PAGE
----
Post-Capitalism is something that I am sure there has been a lot written about, including by Integral thinkers like Ken Wilber. Without having read much about it, I have recently been thinking about the idea quite a lot, especially with regards to the influence that technology is having on this change.
What Post-Capitalism Would Not Be
Important note: If you are not familiar with the idea of “post” capitalism, you should know that this does not mean a reversion to something like communism or socialism. When we talk about post-capitalism, it necessarily means that you recognize the value of capitalism and its superiority over previous economic systems, and yet you also see a more efficient system that in no way loses the value brought about by capitalism. Since capitalism brings individuality and economic efficiency, post-capitalism would need to include these benefits.
What Post-Capitalism Could Be
The music industry has taken a huge economic fall due to the uprising of online pirating, media uploading sites that allow users to listen to music without purchasing anything, as well as digital sharing among friends. However, it seems that music is being produced more fiercely than ever before. If N’sync was the last band to release an album that would not be pirated on a grand scale, then it doesn’t seem like the quality of music produced has been affected much either. Modern research into creative work shows that artists will happily continue to produce high quality art regardless of pay once their basic needs have been met. An example of this includes programmers who work on open source software, utilizing technical skills and creativity – they do this after hours, and without pay (for more information on this, read the book Drive, by Daniel Pink). So it seems that if they’re financially secure already, people in creative fields will continue to do what they do, providing the value to society that they do, just because they enjoy it. There is evidence that this actually increases productivity and creativity, too, since there is less pressure on the artists themselves. The question is, then, how can we get more people to this point more quickly?
Tertiary-level education institutions like universities and colleges in the United States often give out financial aid to students who wouldn’t otherwise be able to afford education at these places. The best institutions aim to be “need-blind”, meaning that they will allow any student, regardless of their financial means, to study there as long as they make the admissions cut. This allows students to focus on completing their studies and research without financial pressure. What value does such a college get back in order to sustain this? Well, they get the value of the student’s intellect in their classrooms, which challenges fellow students. In some cases, they get the student’s athletic skill, which draws attention to the college. In most cases, the idea of exchanging the student’s presence on campus for tuition fees, room and board, health care, etc., seems to work out for these institutions, and the students themselves are happy too. In certain countries like the Netherlands, Sweden, and even the United States to a certain extent, where studies are heavily subsidized, students often opt to take this opportunity right up to the doctoral level. Effectively, these students are paying their tuition simply by being present and contributing to the college, and therefore we have a flirtation with a post-capitalist system.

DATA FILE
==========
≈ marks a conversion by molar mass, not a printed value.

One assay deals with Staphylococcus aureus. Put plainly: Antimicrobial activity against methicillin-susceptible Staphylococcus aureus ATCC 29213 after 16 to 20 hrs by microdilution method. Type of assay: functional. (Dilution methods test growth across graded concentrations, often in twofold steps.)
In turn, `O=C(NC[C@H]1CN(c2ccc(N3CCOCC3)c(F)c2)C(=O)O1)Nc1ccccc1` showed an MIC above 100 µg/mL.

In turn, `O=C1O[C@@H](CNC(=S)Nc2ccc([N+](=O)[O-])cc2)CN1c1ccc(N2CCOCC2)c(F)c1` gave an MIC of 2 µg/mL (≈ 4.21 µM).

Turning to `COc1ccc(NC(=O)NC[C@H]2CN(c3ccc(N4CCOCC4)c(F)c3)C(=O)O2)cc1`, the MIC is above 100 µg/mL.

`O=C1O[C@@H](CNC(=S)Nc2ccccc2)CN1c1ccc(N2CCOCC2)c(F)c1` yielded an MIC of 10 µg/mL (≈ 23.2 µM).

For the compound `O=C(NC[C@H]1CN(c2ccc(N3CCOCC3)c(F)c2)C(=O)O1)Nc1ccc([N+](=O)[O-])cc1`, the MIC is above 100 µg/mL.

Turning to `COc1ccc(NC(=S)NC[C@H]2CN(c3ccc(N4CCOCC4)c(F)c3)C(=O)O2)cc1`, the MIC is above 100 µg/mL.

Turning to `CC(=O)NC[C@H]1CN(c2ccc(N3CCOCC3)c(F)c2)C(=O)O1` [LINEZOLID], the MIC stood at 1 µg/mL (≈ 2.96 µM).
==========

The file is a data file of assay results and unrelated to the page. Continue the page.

What Would Happen?
What would happen if more mini-institutions took this mindset, and began to exchange residency fees, etc., for presence? At the GooglePlex, Google’s Headquarters, employees are given many benefits aside from their salaries. At what point would it make sense for employees to stay at the company at no pay? If they had “on campus” housing, with buffet food, education, entertainment and transport? Since they have already qualified for the job there, Google already knows what these employees are worth, and the data shows that most of them are doing what they love to do, and what they would be doing in any case, for fun (for the challenge of problem solving, etc.). If more companies took on the ideas of universities and colleges, as explained above in this article, I believe that we really would be seeing the emergence of a post-capitalistic economic system. Would such a system be good or bad? Could all services in an institution be paid for by other services, without requiring the exchange of currency? Is this really post-capitalism? What do you think about this?